Yarden and pork loinI was hoping that this might pair well with maple-glazed roast pork loin with rosemary that I had planned for that evening, and I whipped up some creamed spinach and creamy polenta with garlicky mushrooms. I rarely prepare Cooks Illustrated recipes, as they are usually complicated despite their relative perfection. This pork loin, however, looked quite simple and seemed to result in a minimum of pans to clean. Of course, I mucked that up for myself by making those two side dishes, but there you are.

Pork Loin dinner plateThe Chardonnay took the pork easily, and the rosemary was felicitous, but the maple syrup glaze brings a candied element to the wine. The wine was divine with the creamed spinach; creamy flavors met buttery wine, and the spinach tasted clean but without bitterness. The polenta was an interesting pairing; the oak tannins quarreled with the corn flavors, but the parmesan was oddly OK with it all. It was kind of like the stereotypical Italian family, where yelling is the norm but no one takes it wrong.

The Galilee region of Israel is the northernmost wine appellation in the country, and the coolest growing region. The Odem Vineyard has been farmed organically since 1998, and is located at an elevation of slightly under 4,000 feet.

Israel, of course, has been making wine since time immemorial. One big blip in this millenia of history was when Baron Edmond Rothschild aided a group of Jewish immigrants to Israel in 1882 by sponsoring their attempt to found a winery. They struggled for a while, but in the end Rothschild built two wineries in Israel. His son donated the wineries back to the growers cooperative in 1957.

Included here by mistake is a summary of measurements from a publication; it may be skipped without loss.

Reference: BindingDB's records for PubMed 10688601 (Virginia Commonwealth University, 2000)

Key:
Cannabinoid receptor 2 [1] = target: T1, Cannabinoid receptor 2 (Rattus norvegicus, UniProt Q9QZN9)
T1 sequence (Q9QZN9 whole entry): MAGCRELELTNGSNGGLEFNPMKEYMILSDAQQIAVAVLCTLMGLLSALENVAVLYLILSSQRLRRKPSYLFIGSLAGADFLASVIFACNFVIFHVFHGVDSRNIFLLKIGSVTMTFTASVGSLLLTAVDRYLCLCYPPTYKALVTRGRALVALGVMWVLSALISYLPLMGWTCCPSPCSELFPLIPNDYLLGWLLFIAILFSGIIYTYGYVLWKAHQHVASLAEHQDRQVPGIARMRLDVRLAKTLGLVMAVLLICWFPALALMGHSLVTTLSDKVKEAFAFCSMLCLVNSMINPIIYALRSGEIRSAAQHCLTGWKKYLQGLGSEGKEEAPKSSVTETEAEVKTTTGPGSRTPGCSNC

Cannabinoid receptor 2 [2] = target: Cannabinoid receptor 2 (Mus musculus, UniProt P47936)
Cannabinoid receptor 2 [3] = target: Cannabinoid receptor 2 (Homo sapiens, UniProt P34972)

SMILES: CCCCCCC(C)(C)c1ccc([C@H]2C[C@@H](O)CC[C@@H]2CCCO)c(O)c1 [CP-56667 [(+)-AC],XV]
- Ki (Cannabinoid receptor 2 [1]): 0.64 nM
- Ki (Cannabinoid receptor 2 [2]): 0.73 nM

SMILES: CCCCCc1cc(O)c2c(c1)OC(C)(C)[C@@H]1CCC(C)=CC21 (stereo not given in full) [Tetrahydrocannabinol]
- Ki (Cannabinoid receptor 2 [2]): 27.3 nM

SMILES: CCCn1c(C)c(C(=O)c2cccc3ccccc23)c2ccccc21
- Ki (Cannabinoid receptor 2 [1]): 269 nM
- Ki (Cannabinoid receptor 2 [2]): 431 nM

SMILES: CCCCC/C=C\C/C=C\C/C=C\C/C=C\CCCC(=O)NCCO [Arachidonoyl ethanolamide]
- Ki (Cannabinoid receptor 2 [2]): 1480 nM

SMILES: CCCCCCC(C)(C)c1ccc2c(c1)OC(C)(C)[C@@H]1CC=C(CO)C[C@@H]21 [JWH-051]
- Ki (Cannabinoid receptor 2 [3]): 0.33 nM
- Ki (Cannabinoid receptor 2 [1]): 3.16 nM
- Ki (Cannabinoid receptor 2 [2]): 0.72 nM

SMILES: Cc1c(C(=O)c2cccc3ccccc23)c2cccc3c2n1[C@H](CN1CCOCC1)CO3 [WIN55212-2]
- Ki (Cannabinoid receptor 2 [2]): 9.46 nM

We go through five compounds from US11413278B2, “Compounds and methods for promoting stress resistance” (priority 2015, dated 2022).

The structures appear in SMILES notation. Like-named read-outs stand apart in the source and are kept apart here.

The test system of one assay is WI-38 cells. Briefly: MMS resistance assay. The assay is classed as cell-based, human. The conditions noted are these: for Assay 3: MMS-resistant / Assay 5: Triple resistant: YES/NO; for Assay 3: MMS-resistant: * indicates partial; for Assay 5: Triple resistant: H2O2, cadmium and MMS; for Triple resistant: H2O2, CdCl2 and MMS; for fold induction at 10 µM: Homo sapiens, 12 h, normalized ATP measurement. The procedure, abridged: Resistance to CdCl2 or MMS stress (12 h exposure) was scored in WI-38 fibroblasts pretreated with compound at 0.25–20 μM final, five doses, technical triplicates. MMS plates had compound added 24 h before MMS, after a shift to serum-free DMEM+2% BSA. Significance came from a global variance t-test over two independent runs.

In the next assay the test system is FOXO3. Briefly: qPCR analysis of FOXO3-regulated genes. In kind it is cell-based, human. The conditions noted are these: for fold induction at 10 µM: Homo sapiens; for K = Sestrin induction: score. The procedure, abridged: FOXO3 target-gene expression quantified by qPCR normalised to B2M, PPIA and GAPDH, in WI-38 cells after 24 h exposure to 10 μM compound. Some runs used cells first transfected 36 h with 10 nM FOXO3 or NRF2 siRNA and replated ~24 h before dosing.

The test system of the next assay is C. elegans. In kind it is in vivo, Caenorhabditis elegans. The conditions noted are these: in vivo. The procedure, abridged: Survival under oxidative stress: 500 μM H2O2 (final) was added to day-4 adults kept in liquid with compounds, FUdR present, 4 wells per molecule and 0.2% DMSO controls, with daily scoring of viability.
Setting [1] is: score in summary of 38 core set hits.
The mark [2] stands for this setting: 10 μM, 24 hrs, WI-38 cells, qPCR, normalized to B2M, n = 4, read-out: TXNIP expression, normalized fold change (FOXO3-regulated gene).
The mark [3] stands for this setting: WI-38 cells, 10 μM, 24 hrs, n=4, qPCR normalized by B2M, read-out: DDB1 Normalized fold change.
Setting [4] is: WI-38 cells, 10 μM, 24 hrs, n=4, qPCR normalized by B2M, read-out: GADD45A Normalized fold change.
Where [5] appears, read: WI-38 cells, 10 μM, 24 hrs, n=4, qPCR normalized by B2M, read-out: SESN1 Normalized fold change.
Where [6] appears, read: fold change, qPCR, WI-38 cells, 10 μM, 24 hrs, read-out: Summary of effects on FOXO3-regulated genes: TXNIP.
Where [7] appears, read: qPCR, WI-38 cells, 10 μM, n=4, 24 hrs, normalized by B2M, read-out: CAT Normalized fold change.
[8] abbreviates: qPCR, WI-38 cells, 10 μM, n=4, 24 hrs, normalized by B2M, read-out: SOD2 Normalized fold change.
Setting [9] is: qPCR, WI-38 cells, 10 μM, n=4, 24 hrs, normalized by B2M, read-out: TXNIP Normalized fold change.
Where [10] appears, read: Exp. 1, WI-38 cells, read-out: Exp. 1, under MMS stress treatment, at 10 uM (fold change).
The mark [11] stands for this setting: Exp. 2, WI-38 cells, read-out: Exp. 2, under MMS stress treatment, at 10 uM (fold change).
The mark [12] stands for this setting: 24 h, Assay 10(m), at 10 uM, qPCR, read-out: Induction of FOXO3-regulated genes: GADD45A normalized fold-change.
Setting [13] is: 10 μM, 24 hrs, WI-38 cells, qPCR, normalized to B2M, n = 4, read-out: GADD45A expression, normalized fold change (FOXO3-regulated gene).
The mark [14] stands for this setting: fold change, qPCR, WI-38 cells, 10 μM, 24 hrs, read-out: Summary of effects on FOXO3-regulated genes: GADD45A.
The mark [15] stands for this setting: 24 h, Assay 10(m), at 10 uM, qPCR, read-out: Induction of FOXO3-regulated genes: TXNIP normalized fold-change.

Israeli vineyards started modernizing in the 70s, and now owe more to California than they do to France; this Chardonnay is certainly testament to that.  Golan Heights Winery, which produces Yarden as well as two other labels of wine in Israel, is one of the houses that’s lead the charge to bring the entire industry up to world standards.  I’d say they’re there.

Tasting Leeuwin Estate Art Series Cabernet Sauvignon 1997

Found this wine at the Cowboy Steakhouse in Kerrville, a city I rarely visit except during the Folk Festival. Fredericksburg is really my Hill Country dining destination of choice, but when I saw in Kerrville’s dining brochure that this restaurant had the most extensive wine list in the Hill Country, I just had to go.

Truth in advertising, y’all. I could have been more impressed by the food (my strip steak was correctly cooked to temp but could have been more much flavorful), but the wine list at the Cowboy Steakhouse is really impressively extensive. According to their website, they’ve got over 600 labels on the list, and that’s quite plausible based on the list I saw. They also have multiple verticals (a collection of the same wine from many different years), some dating back to the 80s. The Ferris family has been in the restaurant business since 1977, so I suppose all that collecting could have happened slowly and over time. At least I hope so, or I hope they have pockets as deep as Micheal Bloomburg.

Leeuwin 97 CSAfter dithering extensively over the pages and pages of wine available, I found a 1997 Cabernet from Leeuwin Estate in the Margaret River district. They make the best Australian white wines I’ve ever tasted, but I confess I had never been blown away by their Cab. Nonetheless, I was excited to find this aged red on the wine list for only $59.